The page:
By Massachusetts Bankruptcy Attorney, Kara O’Donnell, Esq.

What Are Their Rights?

Last year, Federal legislation (signed in May 2009) gave important rights to tenants whose landlords have lost their properties through foreclosure.

When the landlord defaults on a mortgage, the mortgage holder, often a bank, either becomes the new owner or sells the property at a public sale. (Or BOTH, if the mortgage holder simply buys its own property back at auction.) If the bank becomes the owner, it may pay a servicing company to handle the property. Tenants will then pay rents to the servicing company, but any maintenance needed will probably not be attended to as servicing companies are notorious for being elusive, absentee landlords.

Even before the foreclosure an investment trust can move in and buy the property. These investment trusts specialize in buying the defaulted loan directly from the bank, then foreclosing, evicting, and selling.

Many tenants face a situation where the new owners (after the foreclosure sale) refuse to be landlords, never making repairs or even paying utility bills. Because the banks are stuck with more and more foreclosed properties that they can’t sell, they do not maintain the properties and the tenants will suffer the consequences of lack of maintenance until they are evicted.

***Renters in Foreclosed Properties No Longer Lose Their Leases***
Before May 20, 2009, renters lost their leases upon foreclosure. But on that day President Obama signed the “Protecting Tenants at Foreclosure Act of 2009” which provided that leases would actually survive a foreclosure — meaning the tenant could stay at least until the end of the lease. Month-to-month tenants would be entitled to 90 days’ notice before having to move out.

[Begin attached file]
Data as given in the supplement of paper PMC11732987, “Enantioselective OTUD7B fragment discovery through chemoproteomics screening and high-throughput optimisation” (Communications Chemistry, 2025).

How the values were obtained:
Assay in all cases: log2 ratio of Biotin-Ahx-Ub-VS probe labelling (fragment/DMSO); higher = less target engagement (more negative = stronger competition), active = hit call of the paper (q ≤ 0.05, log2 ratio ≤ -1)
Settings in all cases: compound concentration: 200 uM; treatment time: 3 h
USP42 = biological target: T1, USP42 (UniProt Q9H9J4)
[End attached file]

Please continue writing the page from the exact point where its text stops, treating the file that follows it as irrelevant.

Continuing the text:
The exception to this law is that if the property is sold to an actual person who intends to live on the property. Then, the buyer may terminate a lease with 90 days’ notice. The law also provides that any Massachusetts legislation that is more favorable to tenants will not be preempted by the federal law.

Does It Make Sense to Evict Tenants?
While some new owners choose to pay lawyers to start eviction procedures others will pay a fee to a management company to collect rent and manage the property.

“Cash for Keys”
To encourage tenants to leave quickly and save on the court costs associated with an eviction, banks offer tenants (or their landlords) a cash payout in exchange for their rapid departure. Thinking that they have little choice, many tenants take the deal.